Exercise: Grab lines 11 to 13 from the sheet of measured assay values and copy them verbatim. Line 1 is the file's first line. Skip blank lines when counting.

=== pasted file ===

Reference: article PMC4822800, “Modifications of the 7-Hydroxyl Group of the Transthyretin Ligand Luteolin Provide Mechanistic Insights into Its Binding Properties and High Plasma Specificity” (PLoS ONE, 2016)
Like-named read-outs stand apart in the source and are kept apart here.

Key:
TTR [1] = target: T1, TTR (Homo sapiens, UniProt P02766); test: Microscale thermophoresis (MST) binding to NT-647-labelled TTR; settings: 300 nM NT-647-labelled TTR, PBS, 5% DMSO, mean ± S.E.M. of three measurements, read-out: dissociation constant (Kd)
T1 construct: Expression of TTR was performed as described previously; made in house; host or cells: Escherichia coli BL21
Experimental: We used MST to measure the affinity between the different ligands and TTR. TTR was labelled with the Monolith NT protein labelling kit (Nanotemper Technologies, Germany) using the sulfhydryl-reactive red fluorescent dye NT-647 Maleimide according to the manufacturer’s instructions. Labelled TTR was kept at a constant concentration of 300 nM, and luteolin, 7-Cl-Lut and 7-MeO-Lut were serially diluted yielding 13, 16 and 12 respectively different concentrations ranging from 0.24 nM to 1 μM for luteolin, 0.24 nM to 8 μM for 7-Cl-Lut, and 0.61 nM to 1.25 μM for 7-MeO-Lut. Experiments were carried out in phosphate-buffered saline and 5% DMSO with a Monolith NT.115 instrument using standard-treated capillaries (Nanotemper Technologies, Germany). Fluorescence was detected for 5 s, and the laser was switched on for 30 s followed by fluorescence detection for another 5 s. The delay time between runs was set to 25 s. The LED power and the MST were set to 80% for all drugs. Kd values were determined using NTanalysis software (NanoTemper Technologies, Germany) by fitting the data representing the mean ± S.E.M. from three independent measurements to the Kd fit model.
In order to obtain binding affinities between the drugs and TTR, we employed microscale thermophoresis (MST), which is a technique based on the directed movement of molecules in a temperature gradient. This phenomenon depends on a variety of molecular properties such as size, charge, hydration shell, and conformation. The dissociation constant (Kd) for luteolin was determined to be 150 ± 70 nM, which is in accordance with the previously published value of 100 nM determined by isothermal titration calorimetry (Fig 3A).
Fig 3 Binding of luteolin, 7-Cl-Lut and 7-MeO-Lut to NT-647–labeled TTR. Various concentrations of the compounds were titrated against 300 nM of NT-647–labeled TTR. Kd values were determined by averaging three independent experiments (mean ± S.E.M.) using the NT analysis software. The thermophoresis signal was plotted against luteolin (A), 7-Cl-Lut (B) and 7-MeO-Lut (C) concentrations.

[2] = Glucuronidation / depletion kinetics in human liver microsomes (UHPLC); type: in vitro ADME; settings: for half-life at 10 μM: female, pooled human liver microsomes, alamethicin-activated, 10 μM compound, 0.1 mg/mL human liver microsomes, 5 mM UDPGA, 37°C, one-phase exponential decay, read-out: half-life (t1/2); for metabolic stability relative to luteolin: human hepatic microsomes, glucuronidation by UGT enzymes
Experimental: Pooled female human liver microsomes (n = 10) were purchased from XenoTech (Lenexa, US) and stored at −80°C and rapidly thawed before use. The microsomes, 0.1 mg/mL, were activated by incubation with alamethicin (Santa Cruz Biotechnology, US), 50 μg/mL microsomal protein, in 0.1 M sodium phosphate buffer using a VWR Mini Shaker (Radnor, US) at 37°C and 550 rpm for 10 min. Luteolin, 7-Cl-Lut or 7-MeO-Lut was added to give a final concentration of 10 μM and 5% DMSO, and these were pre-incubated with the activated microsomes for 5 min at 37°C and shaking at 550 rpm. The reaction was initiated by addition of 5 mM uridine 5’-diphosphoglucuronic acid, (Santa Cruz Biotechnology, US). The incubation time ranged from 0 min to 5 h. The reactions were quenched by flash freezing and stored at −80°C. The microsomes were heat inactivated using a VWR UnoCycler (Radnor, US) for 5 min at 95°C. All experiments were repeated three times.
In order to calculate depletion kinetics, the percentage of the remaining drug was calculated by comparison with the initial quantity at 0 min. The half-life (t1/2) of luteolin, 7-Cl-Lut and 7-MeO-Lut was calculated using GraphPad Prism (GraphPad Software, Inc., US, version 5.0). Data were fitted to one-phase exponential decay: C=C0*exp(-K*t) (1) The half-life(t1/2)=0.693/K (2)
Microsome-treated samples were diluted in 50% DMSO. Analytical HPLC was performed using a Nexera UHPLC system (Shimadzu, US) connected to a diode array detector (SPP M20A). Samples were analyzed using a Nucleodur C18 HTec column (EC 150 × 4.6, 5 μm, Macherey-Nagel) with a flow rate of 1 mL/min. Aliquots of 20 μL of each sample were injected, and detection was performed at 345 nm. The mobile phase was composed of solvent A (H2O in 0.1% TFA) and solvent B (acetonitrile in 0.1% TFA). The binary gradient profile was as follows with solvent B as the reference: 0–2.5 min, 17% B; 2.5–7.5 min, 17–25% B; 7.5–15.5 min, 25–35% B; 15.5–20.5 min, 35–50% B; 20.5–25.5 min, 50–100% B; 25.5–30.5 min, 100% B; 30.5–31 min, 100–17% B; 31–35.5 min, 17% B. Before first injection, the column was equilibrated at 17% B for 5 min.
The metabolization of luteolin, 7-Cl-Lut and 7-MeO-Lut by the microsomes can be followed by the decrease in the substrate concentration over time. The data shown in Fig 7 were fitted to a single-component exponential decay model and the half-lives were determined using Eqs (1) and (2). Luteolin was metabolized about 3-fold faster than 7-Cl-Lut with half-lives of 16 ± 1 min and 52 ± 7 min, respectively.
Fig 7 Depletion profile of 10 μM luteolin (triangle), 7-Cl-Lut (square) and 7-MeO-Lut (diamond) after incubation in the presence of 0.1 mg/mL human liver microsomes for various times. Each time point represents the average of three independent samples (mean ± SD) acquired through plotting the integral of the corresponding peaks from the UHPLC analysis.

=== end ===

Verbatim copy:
In order to calculate depletion kinetics, the percentage of the remaining drug was calculated by comparison with the initial quantity at 0 min. The half-life (t1/2) of luteolin, 7-Cl-Lut and 7-MeO-Lut was calculated using GraphPad Prism (GraphPad Software, Inc., US, version 5.0). Data were fitted to one-phase exponential decay: C=C0*exp(-K*t) (1) The half-life(t1/2)=0.693/K (2)
Microsome-treated samples were diluted in 50% DMSO. Analytical HPLC was performed using a Nexera UHPLC system (Shimadzu, US) connected to a diode array detector (SPP M20A). Samples were analyzed using a Nucleodur C18 HTec column (EC 150 × 4.6, 5 μm, Macherey-Nagel) with a flow rate of 1 mL/min. Aliquots of 20 μL of each sample were injected, and detection was performed at 345 nm. The mobile phase was composed of solvent A (H2O in 0.1% TFA) and solvent B (acetonitrile in 0.1% TFA). The binary gradient profile was as follows with solvent B as the reference: 0–2.5 min, 17% B; 2.5–7.5 min, 17–25% B; 7.5–15.5 min, 25–35% B; 15.5–20.5 min, 35–50% B; 20.5–25.5 min, 50–100% B; 25.5–30.5 min, 100% B; 30.5–31 min, 100–17% B; 31–35.5 min, 17% B. Before first injection, the column was equilibrated at 17% B for 5 min.
The metabolization of luteolin, 7-Cl-Lut and 7-MeO-Lut by the microsomes can be followed by the decrease in the substrate concentration over time. The data shown in Fig 7 were fitted to a single-component exponential decay model and the half-lives were determined using Eqs (1) and (2). Luteolin was metabolized about 3-fold faster than 7-Cl-Lut with half-lives of 16 ± 1 min and 52 ± 7 min, respectively.